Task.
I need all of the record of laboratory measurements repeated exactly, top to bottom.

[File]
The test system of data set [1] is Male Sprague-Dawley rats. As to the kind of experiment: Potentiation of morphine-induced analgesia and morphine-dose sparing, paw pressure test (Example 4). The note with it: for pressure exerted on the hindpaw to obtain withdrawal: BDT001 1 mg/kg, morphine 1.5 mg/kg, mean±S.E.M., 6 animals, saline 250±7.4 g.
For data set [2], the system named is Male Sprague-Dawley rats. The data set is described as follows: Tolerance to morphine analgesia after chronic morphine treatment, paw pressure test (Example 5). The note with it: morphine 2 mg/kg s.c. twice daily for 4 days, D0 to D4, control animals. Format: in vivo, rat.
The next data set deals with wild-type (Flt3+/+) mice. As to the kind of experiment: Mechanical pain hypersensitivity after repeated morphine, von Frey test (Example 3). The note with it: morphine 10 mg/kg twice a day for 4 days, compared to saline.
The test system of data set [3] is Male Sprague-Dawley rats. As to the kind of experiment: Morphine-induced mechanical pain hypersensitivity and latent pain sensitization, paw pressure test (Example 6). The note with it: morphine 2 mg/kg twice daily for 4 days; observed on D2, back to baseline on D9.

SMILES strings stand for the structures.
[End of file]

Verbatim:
The test system of data set [1] is Male Sprague-Dawley rats. As to the kind of experiment: Potentiation of morphine-induced analgesia and morphine-dose sparing, paw pressure test (Example 4). The note with it: for pressure exerted on the hindpaw to obtain withdrawal: BDT001 1 mg/kg, morphine 1.5 mg/kg, mean±S.E.M., 6 animals, saline 250±7.4 g.
For data set [2], the system named is Male Sprague-Dawley rats. The data set is described as follows: Tolerance to morphine analgesia after chronic morphine treatment, paw pressure test (Example 5). The note with it: morphine 2 mg/kg s.c. twice daily for 4 days, D0 to D4, control animals. Format: in vivo, rat.
The next data set deals with wild-type (Flt3+/+) mice. As to the kind of experiment: Mechanical pain hypersensitivity after repeated morphine, von Frey test (Example 3). The note with it: morphine 10 mg/kg twice a day for 4 days, compared to saline.
The test system of data set [3] is Male Sprague-Dawley rats. As to the kind of experiment: Morphine-induced mechanical pain hypersensitivity and latent pain sensitization, paw pressure test (Example 6). The note with it: morphine 2 mg/kg twice daily for 4 days; observed on D2, back to baseline on D9.

SMILES strings stand for the structures.